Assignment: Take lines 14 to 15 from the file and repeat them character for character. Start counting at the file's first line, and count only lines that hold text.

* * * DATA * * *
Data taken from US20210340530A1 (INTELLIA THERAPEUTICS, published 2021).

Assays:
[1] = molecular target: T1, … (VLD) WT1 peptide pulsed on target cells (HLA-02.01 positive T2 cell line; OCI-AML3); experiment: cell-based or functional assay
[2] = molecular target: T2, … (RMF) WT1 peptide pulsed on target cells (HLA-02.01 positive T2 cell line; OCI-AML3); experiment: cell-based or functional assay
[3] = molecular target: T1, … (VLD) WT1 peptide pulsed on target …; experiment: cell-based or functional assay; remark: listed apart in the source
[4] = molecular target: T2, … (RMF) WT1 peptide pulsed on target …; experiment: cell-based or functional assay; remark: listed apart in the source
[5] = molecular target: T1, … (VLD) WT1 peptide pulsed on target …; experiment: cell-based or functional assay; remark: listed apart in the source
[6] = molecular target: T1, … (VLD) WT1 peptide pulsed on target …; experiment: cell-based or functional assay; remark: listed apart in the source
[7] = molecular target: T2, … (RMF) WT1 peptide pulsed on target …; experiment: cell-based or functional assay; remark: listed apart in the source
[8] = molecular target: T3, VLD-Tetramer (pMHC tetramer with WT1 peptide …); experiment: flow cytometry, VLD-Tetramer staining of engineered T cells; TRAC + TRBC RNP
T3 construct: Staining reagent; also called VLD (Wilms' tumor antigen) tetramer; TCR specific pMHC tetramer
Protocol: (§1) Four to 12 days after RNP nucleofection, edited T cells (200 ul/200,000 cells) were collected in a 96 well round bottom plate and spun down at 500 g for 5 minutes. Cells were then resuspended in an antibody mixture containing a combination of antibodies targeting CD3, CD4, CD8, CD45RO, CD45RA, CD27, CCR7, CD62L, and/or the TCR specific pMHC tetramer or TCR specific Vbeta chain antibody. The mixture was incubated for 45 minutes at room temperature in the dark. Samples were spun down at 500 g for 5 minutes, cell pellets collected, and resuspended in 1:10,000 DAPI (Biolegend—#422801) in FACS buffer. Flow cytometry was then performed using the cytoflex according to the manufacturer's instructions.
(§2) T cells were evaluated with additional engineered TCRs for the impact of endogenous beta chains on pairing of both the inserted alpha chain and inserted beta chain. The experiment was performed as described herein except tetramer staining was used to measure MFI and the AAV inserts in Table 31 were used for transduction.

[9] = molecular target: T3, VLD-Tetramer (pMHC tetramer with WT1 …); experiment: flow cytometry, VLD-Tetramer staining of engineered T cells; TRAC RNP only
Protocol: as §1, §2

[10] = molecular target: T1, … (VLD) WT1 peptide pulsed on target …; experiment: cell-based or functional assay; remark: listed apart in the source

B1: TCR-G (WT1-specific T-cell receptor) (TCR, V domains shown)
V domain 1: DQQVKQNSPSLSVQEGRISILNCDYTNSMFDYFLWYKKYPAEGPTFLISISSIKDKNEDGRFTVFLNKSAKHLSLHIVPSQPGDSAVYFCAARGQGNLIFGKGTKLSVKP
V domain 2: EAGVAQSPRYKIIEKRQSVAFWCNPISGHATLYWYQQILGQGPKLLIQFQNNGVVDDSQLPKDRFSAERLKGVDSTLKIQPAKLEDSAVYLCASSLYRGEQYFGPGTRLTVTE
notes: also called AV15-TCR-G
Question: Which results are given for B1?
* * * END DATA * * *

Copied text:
[9] = molecular target: T3, VLD-Tetramer (pMHC tetramer with WT1 …); experiment: flow cytometry, VLD-Tetramer staining of engineered T cells; TRAC RNP only
Protocol: as §1, §2